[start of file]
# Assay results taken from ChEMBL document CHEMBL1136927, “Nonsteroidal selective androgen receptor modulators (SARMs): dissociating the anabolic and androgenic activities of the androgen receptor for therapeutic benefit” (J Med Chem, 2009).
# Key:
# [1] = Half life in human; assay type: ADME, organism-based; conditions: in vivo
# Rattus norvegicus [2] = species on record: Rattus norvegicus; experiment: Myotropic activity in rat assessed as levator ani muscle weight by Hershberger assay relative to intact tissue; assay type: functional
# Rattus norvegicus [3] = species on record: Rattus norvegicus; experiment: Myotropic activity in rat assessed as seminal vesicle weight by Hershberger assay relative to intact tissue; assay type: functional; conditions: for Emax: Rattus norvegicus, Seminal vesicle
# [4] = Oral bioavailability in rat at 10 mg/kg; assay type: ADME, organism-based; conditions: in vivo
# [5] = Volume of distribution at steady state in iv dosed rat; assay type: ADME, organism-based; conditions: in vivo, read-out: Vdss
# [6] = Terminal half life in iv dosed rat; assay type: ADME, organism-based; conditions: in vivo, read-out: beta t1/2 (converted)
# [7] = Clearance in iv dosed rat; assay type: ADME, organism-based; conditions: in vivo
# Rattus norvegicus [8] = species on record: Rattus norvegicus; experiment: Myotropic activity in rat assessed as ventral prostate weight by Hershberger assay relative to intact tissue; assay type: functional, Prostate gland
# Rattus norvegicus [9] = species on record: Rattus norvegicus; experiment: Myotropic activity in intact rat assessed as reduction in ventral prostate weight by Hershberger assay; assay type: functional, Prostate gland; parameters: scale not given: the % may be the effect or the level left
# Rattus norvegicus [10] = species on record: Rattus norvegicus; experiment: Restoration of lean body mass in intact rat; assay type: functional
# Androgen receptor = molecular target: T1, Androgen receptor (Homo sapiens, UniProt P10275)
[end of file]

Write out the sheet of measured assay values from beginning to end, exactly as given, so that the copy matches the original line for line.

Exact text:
# Assay results taken from ChEMBL document CHEMBL1136927, “Nonsteroidal selective androgen receptor modulators (SARMs): dissociating the anabolic and androgenic activities of the androgen receptor for therapeutic benefit” (J Med Chem, 2009).
# Key:
# [1] = Half life in human; assay type: ADME, organism-based; conditions: in vivo
# Rattus norvegicus [2] = species on record: Rattus norvegicus; experiment: Myotropic activity in rat assessed as levator ani muscle weight by Hershberger assay relative to intact tissue; assay type: functional
# Rattus norvegicus [3] = species on record: Rattus norvegicus; experiment: Myotropic activity in rat assessed as seminal vesicle weight by Hershberger assay relative to intact tissue; assay type: functional; conditions: for Emax: Rattus norvegicus, Seminal vesicle
# [4] = Oral bioavailability in rat at 10 mg/kg; assay type: ADME, organism-based; conditions: in vivo
# [5] = Volume of distribution at steady state in iv dosed rat; assay type: ADME, organism-based; conditions: in vivo, read-out: Vdss
# [6] = Terminal half life in iv dosed rat; assay type: ADME, organism-based; conditions: in vivo, read-out: beta t1/2 (converted)
# [7] = Clearance in iv dosed rat; assay type: ADME, organism-based; conditions: in vivo
# Rattus norvegicus [8] = species on record: Rattus norvegicus; experiment: Myotropic activity in rat assessed as ventral prostate weight by Hershberger assay relative to intact tissue; assay type: functional, Prostate gland
# Rattus norvegicus [9] = species on record: Rattus norvegicus; experiment: Myotropic activity in intact rat assessed as reduction in ventral prostate weight by Hershberger assay; assay type: functional, Prostate gland; parameters: scale not given: the % may be the effect or the level left
# Rattus norvegicus [10] = species on record: Rattus norvegicus; experiment: Restoration of lean body mass in intact rat; assay type: functional
# Androgen receptor = molecular target: T1, Androgen receptor (Homo sapiens, UniProt P10275)